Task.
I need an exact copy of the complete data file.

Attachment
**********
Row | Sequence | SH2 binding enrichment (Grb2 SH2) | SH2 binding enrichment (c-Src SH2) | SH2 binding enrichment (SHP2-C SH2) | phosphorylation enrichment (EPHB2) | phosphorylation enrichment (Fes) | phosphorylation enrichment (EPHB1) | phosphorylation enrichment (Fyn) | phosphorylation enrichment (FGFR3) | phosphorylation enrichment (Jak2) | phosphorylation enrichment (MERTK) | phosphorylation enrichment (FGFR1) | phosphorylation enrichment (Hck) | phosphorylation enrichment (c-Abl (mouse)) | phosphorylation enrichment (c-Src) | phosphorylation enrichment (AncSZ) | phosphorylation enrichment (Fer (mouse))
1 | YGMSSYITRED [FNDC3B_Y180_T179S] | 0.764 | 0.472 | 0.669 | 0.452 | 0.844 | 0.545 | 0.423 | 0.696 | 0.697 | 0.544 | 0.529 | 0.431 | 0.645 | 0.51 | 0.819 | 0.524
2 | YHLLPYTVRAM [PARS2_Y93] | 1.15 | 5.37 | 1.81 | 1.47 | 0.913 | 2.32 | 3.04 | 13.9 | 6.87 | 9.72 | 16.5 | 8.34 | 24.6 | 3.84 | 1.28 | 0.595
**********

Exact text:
Row | Sequence | SH2 binding enrichment (Grb2 SH2) | SH2 binding enrichment (c-Src SH2) | SH2 binding enrichment (SHP2-C SH2) | phosphorylation enrichment (EPHB2) | phosphorylation enrichment (Fes) | phosphorylation enrichment (EPHB1) | phosphorylation enrichment (Fyn) | phosphorylation enrichment (FGFR3) | phosphorylation enrichment (Jak2) | phosphorylation enrichment (MERTK) | phosphorylation enrichment (FGFR1) | phosphorylation enrichment (Hck) | phosphorylation enrichment (c-Abl (mouse)) | phosphorylation enrichment (c-Src) | phosphorylation enrichment (AncSZ) | phosphorylation enrichment (Fer (mouse))
1 | YGMSSYITRED [FNDC3B_Y180_T179S] | 0.764 | 0.472 | 0.669 | 0.452 | 0.844 | 0.545 | 0.423 | 0.696 | 0.697 | 0.544 | 0.529 | 0.431 | 0.645 | 0.51 | 0.819 | 0.524
2 | YHLLPYTVRAM [PARS2_Y93] | 1.15 | 5.37 | 1.81 | 1.47 | 0.913 | 2.32 | 3.04 | 13.9 | 6.87 | 9.72 | 16.5 | 8.34 | 24.6 | 3.84 | 1.28 | 0.595